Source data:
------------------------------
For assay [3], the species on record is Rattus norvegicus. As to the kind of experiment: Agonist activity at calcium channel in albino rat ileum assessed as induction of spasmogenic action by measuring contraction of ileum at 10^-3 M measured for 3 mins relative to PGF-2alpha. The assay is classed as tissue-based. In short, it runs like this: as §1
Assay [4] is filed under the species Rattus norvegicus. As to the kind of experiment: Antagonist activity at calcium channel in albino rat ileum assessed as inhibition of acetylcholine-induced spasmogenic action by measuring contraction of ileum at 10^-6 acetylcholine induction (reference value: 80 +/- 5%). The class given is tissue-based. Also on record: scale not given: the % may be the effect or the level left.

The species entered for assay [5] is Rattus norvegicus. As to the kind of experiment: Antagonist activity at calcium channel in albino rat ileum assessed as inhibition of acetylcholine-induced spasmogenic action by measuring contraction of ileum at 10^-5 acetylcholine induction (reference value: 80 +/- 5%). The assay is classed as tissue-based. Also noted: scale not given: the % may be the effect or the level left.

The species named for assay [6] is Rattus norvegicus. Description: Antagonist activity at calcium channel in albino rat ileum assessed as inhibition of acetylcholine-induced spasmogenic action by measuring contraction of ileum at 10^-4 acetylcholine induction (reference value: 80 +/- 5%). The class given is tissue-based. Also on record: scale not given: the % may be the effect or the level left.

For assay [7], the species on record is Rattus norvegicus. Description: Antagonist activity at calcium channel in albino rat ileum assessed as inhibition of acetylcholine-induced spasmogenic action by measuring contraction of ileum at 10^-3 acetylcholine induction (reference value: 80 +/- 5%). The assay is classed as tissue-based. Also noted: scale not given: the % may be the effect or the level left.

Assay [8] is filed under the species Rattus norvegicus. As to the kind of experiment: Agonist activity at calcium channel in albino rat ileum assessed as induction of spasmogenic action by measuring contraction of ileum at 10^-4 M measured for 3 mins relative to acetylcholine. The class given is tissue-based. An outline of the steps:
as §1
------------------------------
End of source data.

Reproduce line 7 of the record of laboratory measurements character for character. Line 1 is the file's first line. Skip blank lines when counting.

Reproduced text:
as §1